The Pakistani state and establishment have argued for decades that Pakistan faces an existential threat from its neighbor, India, and they have spent millions on dollars on that perceived threat. However, the real existential crisis facing Pakistan– like the rest of South Asia – is the climate crisis.
While everyone is focused on the political drama playing out, floods have played havoc across the country, causing devastation, destroying livelihoods, and sweeping away entire settlements, leaving only death and destruction in their wake. According to the Pakistan Meteorological Department there was 385 % higher rainfall in Sindh and 371 % higher rainfall in Balochistan this year.
This unseasonably high rainfall came on the heels of back-to-back heatwaves in both these provinces. There are concerns that extreme weather patterns may become the ‘new normal’ for Pakistan.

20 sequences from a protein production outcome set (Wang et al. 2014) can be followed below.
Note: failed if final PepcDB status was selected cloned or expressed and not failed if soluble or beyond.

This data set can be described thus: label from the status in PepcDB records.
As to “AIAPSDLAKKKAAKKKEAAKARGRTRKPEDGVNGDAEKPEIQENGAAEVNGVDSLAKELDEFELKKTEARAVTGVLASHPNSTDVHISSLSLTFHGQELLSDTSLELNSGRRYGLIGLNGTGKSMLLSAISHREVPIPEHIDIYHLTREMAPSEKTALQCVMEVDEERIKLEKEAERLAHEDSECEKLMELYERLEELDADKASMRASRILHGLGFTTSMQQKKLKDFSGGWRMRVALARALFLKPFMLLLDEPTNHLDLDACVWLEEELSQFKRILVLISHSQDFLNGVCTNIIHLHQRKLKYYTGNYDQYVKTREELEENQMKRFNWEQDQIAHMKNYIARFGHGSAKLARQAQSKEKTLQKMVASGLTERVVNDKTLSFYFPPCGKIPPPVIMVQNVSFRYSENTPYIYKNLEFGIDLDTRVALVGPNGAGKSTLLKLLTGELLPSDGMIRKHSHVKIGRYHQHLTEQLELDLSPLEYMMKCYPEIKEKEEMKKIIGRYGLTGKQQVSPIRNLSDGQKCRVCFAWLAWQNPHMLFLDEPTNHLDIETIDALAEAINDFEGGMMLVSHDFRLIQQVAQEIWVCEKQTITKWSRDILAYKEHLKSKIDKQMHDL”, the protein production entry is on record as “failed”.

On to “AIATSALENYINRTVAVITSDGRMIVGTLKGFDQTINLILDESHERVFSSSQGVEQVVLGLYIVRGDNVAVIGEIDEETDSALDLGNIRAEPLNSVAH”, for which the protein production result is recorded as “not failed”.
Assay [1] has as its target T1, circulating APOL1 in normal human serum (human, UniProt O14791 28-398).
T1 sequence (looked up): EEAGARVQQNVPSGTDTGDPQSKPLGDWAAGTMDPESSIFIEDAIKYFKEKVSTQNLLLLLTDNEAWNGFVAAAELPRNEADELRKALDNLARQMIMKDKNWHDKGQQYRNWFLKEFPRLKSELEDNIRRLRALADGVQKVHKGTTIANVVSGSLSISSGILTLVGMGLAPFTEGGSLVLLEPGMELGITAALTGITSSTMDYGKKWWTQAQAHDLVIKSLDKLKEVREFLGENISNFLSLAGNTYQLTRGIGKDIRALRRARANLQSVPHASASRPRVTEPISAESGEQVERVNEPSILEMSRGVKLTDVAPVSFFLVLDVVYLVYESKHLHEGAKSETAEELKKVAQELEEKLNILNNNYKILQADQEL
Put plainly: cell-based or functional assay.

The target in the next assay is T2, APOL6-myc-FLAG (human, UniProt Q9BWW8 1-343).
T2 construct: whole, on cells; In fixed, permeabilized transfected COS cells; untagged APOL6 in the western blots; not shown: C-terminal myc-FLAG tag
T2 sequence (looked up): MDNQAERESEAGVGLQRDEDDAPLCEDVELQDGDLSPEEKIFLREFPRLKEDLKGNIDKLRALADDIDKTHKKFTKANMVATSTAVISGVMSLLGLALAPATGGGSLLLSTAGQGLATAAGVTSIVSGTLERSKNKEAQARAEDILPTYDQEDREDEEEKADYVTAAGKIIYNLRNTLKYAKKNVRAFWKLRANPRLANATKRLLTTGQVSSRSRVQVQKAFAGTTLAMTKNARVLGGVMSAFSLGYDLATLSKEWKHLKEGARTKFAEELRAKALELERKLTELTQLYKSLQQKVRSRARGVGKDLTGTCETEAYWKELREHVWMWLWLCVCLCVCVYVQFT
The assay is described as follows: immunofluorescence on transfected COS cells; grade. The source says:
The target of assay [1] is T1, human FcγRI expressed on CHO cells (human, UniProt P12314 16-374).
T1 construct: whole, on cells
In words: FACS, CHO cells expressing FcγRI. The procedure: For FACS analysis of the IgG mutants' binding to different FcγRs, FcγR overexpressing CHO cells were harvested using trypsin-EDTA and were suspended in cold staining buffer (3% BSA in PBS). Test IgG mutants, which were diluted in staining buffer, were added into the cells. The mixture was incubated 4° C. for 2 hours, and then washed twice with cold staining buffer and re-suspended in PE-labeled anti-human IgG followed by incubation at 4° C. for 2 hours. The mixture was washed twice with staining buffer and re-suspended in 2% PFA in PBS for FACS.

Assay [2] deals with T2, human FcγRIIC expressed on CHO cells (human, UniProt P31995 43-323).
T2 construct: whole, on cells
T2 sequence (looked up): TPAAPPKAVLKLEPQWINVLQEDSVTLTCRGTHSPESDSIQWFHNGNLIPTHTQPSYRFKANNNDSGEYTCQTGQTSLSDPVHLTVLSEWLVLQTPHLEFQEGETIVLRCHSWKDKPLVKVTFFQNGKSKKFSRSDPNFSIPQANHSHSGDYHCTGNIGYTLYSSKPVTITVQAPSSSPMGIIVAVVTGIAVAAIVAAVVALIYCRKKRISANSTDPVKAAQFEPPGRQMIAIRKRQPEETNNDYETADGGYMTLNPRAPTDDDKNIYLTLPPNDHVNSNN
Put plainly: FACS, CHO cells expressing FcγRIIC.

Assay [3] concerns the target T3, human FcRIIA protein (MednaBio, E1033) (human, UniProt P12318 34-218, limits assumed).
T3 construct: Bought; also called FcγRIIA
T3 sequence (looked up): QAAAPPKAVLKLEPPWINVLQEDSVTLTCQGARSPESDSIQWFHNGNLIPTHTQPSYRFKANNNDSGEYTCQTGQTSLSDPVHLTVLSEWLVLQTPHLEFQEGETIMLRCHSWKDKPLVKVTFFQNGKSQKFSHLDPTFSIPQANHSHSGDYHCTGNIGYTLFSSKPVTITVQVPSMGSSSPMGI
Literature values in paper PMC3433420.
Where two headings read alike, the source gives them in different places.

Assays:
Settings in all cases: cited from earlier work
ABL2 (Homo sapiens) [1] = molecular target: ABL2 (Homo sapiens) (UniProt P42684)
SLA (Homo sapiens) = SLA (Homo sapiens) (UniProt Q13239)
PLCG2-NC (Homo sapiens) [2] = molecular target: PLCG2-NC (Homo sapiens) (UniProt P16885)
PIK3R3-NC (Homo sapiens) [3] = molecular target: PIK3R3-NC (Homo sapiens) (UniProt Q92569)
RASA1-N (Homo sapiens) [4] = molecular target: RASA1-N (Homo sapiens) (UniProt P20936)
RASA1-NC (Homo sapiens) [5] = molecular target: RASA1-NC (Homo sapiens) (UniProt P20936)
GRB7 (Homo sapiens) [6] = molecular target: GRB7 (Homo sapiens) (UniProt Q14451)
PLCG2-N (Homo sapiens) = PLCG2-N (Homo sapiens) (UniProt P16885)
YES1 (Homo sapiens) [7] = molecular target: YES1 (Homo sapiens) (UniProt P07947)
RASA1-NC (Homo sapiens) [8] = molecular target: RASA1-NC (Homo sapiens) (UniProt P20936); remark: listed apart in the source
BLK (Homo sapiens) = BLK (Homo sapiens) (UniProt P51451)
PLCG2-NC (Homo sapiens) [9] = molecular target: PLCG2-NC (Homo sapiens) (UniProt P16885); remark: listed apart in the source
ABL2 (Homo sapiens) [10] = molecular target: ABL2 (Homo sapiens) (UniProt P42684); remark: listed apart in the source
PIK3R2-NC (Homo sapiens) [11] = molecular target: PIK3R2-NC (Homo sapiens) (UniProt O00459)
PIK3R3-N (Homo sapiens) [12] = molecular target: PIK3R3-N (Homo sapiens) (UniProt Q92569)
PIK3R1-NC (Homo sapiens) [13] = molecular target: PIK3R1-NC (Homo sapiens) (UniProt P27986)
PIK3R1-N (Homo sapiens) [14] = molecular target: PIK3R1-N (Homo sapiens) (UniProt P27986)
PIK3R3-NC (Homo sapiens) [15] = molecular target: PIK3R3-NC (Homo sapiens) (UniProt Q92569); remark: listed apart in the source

Yet, despite the massive destruction there is little indication that the government – federal or provincial – is making any effort to study the crises and plan for the future. According to an editorial in Dawn, “The destruction of life and property at the scale seen this year makes for a very expensive lesson for administrators and provincial governments to learn what their development priorities ought to be for the future. Clearly, climate resilience must be the defining feature of any rehabilitation and reconstruction work done from this point on. The infrastructure that has been destroyed and the villages that have been wiped off the face of the earth must be rebuilt, keeping in mind that what has happened this year can and will most likely happen again: if not next year, then the next, or the year after.”